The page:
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Inside Cuba

A Chat with Miguel Barnet

The renowned novelist, poet and statesman has been called Cuba's Truman Capote
| From Fred Thompson, March/April 2009
A Chat with Miguel Barnet

Miguel Barnet, 69, is one of Cuba's most distinguished writers and poets as well as a member of the island's National Assembly. He is also the president of the National Union of Writers and Artists of Cuba (UNEAC), an organization with more than 8,000 members. He is an outspoken intellectual, having studied first in the United States and later at the University of Havana. He is best known for his testimonial novel Biography of a Runaway Slave, Biografía de un Cimarrón in Spanish, but he has written dozens of other novels, poems and articles, including a number of stories for Cigar Aficionado. He's been called the Truman Capote of Cuba.

He is a personal friend and one of the most open-minded and brilliant men I have met on my travels to Cuba. He likes nothing better than smoking a good cigar with friends (his favorite smoke is the Trinidad Reyes) and discussing life in Cuba as well as abroad. Last year in Havana, we met at his house one afternoon shortly before two hurricanes that devastated the island, and the world-changing U.S. elections. Yet, his words remain thought- provoking and true. Below is part of the conversation.

James Suckling: What is your favorite work as a writer?
Miguel Barnet: Do you want to know the truth? My favorite thing in my life and the one people enjoy the most is my writing of poetry. I have 12 books of poetry. Poetry is the most passionate writing I do. It is very difficult. It is not so difficult to write novels. One thing is literature and another thing is poetry. Literature is a work of an artist and also the work of a technician and a historian. But poetry is the work of a witch. Poetry is fantasy.

Q: Is it like music, then?
A: It is like writing music. The only mystery in life, in my opinion, is your artistic creation. Religion is not a mystery. Once you talk to God or different gods, you can talk to them. That lacks mystery. It exists. But when you create poetry or music, you always feel a big surprise. You are always astonished. That doesn't happen in novels.

Q: Do you see yourself as a poet or writer?
A: I am the combination of the hawk and a turtle. The hawk looks at life from high and the turtle from the surface. I am a mixture. My extraordinary feeling I have is when you have created something new. And that is my greatest ambition. It is my goal. What I created when I wrote The Runaway Slave. It is a hybrid of history, anthropology and a novel. It is a testimonial novel.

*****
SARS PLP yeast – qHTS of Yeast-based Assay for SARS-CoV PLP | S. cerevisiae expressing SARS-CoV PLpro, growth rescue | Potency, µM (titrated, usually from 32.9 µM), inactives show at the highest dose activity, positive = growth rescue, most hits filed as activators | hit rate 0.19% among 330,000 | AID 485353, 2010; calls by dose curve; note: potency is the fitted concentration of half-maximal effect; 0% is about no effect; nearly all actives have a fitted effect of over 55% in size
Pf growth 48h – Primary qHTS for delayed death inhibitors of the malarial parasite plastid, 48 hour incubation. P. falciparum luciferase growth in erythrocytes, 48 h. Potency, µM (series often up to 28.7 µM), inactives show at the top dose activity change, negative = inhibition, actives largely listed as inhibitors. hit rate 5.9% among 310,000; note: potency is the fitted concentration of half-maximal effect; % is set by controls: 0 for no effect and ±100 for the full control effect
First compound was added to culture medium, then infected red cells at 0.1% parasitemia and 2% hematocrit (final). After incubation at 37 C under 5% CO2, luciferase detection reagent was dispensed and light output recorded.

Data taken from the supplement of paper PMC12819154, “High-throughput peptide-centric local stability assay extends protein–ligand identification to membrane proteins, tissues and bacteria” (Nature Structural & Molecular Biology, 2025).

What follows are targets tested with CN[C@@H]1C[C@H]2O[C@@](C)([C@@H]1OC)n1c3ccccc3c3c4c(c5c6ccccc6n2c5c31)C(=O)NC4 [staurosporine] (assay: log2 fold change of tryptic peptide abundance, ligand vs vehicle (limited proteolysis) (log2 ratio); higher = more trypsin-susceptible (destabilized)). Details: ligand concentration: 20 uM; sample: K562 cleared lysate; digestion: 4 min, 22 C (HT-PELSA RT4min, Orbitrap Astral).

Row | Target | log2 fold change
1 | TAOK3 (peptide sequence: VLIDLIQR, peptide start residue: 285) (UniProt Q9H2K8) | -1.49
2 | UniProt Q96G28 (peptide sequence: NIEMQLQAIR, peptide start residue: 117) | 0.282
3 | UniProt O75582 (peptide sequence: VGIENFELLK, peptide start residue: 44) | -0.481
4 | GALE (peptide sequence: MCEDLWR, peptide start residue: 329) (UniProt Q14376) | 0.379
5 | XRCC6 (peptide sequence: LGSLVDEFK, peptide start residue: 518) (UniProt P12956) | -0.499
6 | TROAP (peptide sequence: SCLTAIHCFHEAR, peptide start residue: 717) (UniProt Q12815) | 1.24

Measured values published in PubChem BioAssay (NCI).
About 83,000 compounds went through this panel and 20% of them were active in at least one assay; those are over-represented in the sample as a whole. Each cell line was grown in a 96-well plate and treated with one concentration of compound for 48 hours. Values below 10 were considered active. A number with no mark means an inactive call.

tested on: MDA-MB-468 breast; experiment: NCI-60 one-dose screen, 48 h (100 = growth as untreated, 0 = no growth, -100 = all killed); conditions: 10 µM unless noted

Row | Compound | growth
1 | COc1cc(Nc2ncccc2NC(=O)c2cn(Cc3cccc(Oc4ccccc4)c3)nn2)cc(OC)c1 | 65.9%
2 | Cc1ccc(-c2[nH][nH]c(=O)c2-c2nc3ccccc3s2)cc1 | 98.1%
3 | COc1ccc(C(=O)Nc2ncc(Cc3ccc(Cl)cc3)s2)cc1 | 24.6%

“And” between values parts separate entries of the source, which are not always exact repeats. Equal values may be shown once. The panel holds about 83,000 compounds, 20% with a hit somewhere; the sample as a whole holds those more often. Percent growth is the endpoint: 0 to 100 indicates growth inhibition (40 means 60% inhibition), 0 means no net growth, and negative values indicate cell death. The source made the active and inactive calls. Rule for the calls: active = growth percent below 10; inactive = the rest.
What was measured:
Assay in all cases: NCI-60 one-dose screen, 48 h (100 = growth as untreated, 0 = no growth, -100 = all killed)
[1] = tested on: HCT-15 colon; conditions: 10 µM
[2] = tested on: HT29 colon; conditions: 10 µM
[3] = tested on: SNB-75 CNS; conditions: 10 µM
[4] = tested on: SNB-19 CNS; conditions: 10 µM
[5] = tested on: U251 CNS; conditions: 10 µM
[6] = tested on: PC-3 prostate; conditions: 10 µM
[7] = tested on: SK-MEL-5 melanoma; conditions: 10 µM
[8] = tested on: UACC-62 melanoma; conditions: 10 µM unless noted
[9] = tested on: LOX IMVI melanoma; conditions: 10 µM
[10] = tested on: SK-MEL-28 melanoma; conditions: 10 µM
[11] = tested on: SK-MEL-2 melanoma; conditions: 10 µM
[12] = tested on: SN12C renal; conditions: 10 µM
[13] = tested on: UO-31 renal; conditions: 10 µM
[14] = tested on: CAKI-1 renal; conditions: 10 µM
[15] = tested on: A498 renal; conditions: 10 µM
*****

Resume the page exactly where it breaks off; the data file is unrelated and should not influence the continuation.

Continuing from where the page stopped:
Q: I have heard people say that you are the Truman Capote of Cuba, but you actually created that writing genre before Capote. Correct?
A: I began writing Cimarrón exactly the same time as Capote wrote In Cold Blood. He called his work an anti-novel. I didn't call mine that... I called it a documentary novel. Cimarrón was published in 1966. A few months after I finished writing Cimarrón, I started to translate In Cold Blood into Spanish.

Q: I forgot that you did that! Did you ever meet Truman Capote?
A: Yes. I met him in Venice once. I showed him the book in 1967 and I thought he would be happy to meet me and say, "How wonderful." But he was not even interested. I said, "This is the Cuban translation of your book." He didn't even say thanks. Anyway, I liked him very much as a writer. He was a great writer. Maybe he spent too much time going to parties and trying to impress people? But I remember in his memories that he said that he was at a party with Jackie Onassis and she said, "Truman, get up and tell us a story." And he answered that he was not a clown or an actor, but a writer. That I liked. But people know more about Truman Capote's life than his work. It was like that with Hemingway.

Q: It is fascinating that you are also a politician, a senator.
A: I am not a politician! I am a revolutionary. That is different.

Q: But what is interesting is that you are an author and poet and you are actively involved in the government. We don't have anything like that in America. Maybe we should?
A: I am sorry for you. I am really sorry for America. I would love to see someone like Quincy Jones or Gore Vidal to be part of the U.S. Senate. The Cuban parliament is very big and they try to put [in] outstanding people in art, in music, in poetry, in religion . . . people who are not Marxists but progressive people. I am not an orthodox Marxist or part of the Communist Party. I just try to be a progressive person, but I don't have to hide that I support the Cuban revolution. I am proud of that.